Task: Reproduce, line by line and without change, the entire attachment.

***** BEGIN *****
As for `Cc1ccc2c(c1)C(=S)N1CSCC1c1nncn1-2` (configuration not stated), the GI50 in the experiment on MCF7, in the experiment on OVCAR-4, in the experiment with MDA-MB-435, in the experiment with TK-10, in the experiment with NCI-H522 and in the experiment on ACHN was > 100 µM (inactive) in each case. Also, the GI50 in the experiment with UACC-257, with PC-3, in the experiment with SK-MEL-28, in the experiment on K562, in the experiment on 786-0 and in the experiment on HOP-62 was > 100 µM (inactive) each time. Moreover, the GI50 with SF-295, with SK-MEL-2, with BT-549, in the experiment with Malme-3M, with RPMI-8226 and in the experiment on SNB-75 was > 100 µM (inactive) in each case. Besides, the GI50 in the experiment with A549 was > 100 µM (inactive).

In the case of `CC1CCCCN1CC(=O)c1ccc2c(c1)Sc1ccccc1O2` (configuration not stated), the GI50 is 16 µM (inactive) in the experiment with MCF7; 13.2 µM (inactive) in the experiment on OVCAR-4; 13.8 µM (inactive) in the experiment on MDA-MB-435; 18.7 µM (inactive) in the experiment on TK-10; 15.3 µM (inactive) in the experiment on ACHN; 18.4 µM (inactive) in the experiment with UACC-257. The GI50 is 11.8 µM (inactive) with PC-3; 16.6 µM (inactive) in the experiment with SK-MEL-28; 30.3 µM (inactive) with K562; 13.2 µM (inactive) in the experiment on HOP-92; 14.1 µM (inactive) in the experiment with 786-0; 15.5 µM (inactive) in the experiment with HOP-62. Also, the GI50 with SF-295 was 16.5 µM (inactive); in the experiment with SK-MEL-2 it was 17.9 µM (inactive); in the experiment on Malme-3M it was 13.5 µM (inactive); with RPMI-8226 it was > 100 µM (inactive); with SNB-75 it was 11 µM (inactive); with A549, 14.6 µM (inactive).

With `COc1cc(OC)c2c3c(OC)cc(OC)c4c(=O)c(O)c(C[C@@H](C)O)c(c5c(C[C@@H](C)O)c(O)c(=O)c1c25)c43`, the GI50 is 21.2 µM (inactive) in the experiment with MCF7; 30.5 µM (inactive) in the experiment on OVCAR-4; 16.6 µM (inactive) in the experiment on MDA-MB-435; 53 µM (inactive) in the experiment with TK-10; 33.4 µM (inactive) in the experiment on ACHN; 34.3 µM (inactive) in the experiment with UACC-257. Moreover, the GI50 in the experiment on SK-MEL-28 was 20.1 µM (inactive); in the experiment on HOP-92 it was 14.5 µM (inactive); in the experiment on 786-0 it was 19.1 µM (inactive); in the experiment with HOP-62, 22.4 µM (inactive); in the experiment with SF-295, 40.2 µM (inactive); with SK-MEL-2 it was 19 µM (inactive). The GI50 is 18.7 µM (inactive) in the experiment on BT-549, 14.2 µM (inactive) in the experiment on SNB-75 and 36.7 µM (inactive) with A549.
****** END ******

As for `Cc1ccc2c(c1)C(=S)N1CSCC1c1nncn1-2` (configuration not stated), the GI50 in the experiment on MCF7, in the experiment on OVCAR-4, in the experiment with MDA-MB-435, in the experiment with TK-10, in the experiment with NCI-H522 and in the experiment on ACHN was > 100 µM (inactive) in each case. Also, the GI50 in the experiment with UACC-257, with PC-3, in the experiment with SK-MEL-28, in the experiment on K562, in the experiment on 786-0 and in the experiment on HOP-62 was > 100 µM (inactive) each time. Moreover, the GI50 with SF-295, with SK-MEL-2, with BT-549, in the experiment with Malme-3M, with RPMI-8226 and in the experiment on SNB-75 was > 100 µM (inactive) in each case. Besides, the GI50 in the experiment with A549 was > 100 µM (inactive).

In the case of `CC1CCCCN1CC(=O)c1ccc2c(c1)Sc1ccccc1O2` (configuration not stated), the GI50 is 16 µM (inactive) in the experiment with MCF7; 13.2 µM (inactive) in the experiment on OVCAR-4; 13.8 µM (inactive) in the experiment on MDA-MB-435; 18.7 µM (inactive) in the experiment on TK-10; 15.3 µM (inactive) in the experiment on ACHN; 18.4 µM (inactive) in the experiment with UACC-257. The GI50 is 11.8 µM (inactive) with PC-3; 16.6 µM (inactive) in the experiment with SK-MEL-28; 30.3 µM (inactive) with K562; 13.2 µM (inactive) in the experiment on HOP-92; 14.1 µM (inactive) in the experiment with 786-0; 15.5 µM (inactive) in the experiment with HOP-62. Also, the GI50 with SF-295 was 16.5 µM (inactive); in the experiment with SK-MEL-2 it was 17.9 µM (inactive); in the experiment on Malme-3M it was 13.5 µM (inactive); with RPMI-8226 it was > 100 µM (inactive); with SNB-75 it was 11 µM (inactive); with A549, 14.6 µM (inactive).

With `COc1cc(OC)c2c3c(OC)cc(OC)c4c(=O)c(O)c(C[C@@H](C)O)c(c5c(C[C@@H](C)O)c(O)c(=O)c1c25)c43`, the GI50 is 21.2 µM (inactive) in the experiment with MCF7; 30.5 µM (inactive) in the experiment on OVCAR-4; 16.6 µM (inactive) in the experiment on MDA-MB-435; 53 µM (inactive) in the experiment with TK-10; 33.4 µM (inactive) in the experiment on ACHN; 34.3 µM (inactive) in the experiment with UACC-257. Moreover, the GI50 in the experiment on SK-MEL-28 was 20.1 µM (inactive); in the experiment on HOP-92 it was 14.5 µM (inactive); in the experiment on 786-0 it was 19.1 µM (inactive); in the experiment with HOP-62, 22.4 µM (inactive); in the experiment with SF-295, 40.2 µM (inactive); with SK-MEL-2 it was 19 µM (inactive). The GI50 is 18.7 µM (inactive) in the experiment on BT-549, 14.2 µM (inactive) in the experiment on SNB-75 and 36.7 µM (inactive) with A549.